his story

 

 

maine exterior 3 (1 of 1)

 

I like the word “backstory”. It an obvious word. Not bloated with obscure references or a latin conjugation of a verb intransitive or extraterrestrial sid quo non. Not all definitions are as obvious. The backstory involved here consists of 57 or so summers spent in this house and surrounding environs in a rural community in Central Maine. The history of this area fills my memories. The Giffords ice cream stand used to be Rummels…I rode a pony where that double wide is…that house used to be our post office /general store with a wall of small metal and glass boxes, a reach in Coca-cola cooler, and a cheese wheel the size of a small car. I drive by these memories, exercising my recall, marveling at my invisible tethers. And then the idea of living amongst these histories catches hold and I marvel at how lucky I am to be able to co-exist with them. The few friends and acquaintances I developed from those times are gone but the lure is still large and real.

I sit on the porch, cold and tired after a 24 hour drive, and realize I don’t want to be anywhere else. The quiet is astounding and awe inspiring. Certainly amplified after years living within a mile or so of a busy urban interstate highway. Here the sounds are dulled by distances. A dog barking a mile across the lake is not the same annoyance as in urban life. Chain saws, gunshots, a siren, are transformed by the faintness of their urgency. I still find snowmobiles and personal watercraft abhorrently intrusive.

So I will return here in 3 weeks with the love of my life to build anew, amidst the chickadees and loons and mooses. I will share this new life with a girl that knew me back when I was but a mere grasshopper. I am grateful.

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6 thoughts on “his story

  1. Alison

    Love the thought of your blog as you build your dream home on the shores of Messalonskee. We live on the lake and are so eager to hear your plan. Will you be posting pictures of your ultimate home design and pictures of the progress?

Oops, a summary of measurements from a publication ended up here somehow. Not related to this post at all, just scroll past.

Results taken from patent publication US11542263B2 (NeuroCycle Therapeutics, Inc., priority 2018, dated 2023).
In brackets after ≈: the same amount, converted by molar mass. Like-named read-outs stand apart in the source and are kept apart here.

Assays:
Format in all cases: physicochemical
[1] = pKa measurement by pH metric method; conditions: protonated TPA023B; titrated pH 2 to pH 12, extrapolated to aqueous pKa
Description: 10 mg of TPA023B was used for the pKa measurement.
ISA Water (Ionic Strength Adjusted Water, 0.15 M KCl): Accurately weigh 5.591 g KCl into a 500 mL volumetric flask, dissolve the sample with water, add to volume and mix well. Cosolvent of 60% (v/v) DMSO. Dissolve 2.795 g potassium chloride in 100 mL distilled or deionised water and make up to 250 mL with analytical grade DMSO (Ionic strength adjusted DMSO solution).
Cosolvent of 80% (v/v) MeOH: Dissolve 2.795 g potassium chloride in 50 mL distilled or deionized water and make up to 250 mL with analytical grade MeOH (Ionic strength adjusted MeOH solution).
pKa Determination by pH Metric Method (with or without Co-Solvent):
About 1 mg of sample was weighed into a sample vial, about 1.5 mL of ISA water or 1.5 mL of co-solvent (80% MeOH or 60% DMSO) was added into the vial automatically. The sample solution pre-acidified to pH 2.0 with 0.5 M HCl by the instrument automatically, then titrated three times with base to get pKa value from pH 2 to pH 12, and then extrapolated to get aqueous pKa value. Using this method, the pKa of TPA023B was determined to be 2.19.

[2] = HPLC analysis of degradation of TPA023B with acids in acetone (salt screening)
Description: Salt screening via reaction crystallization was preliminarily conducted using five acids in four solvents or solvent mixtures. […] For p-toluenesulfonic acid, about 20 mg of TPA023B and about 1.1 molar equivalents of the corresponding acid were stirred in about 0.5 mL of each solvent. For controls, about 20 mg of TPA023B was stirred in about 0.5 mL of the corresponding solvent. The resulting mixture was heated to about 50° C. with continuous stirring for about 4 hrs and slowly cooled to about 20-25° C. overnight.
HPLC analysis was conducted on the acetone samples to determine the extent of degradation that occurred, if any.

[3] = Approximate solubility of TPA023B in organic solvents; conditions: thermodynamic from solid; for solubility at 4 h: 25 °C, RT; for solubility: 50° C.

Best wishes on your adventure!

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  2. Carol Billington

    We watch your progress from the other side of the lake. Ours are probably the barking dogs you often hear! I’m sure your new home will be as enchanting as your wonderful love story!

    Gordy and Carol Billington

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    1. lindarockwell3 Post author

      Thank you! We love the barking dogs and often ask our dogs if there are “cousins in trouble”! They’re always on alert! We’d love to invite you over by water but we haven’t gotten our dock in this summer for obvious reasons. Maybe it’s time! We look forward to meeting you!

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  3. Arlene G. Magee

    Miss you here; wish you much joy up there! Loved your stories. Pictures beautiful… reminiscent of my sister’s home on Lake Anna in the “boonies” of Mineral, VA. I’d love to visit you over a cup (envy your Downton Abbey!) of cocoa/coffee/tea and a macaroon on the porch!! 🙂 Happy blogging!

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  4. Gary A. Bennett

    I must admit I was sad to see what I called “1880 house” reduced to rubble back in May when I brought my first tour group down the lake. My guests all enjoyed looking at their photographic gallery during their tour of the old Branch Brothers home.
    Now we must turn the page as history evolves. Congratulations on your new home Linda and I look forward to meeting you.

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    1. smedleyman

      Gary,
      Thanks for your comments on the blog.I would be interested in any history or pictures of the house that you might want to share as both my parents are deceased and I have not researched the Branch family. My father bought it in the late 40’s from his uncle Branch and I thought it was built around 1900. Once the new house is finished I will delve into the history. We look forward to meeting you.
      Ned

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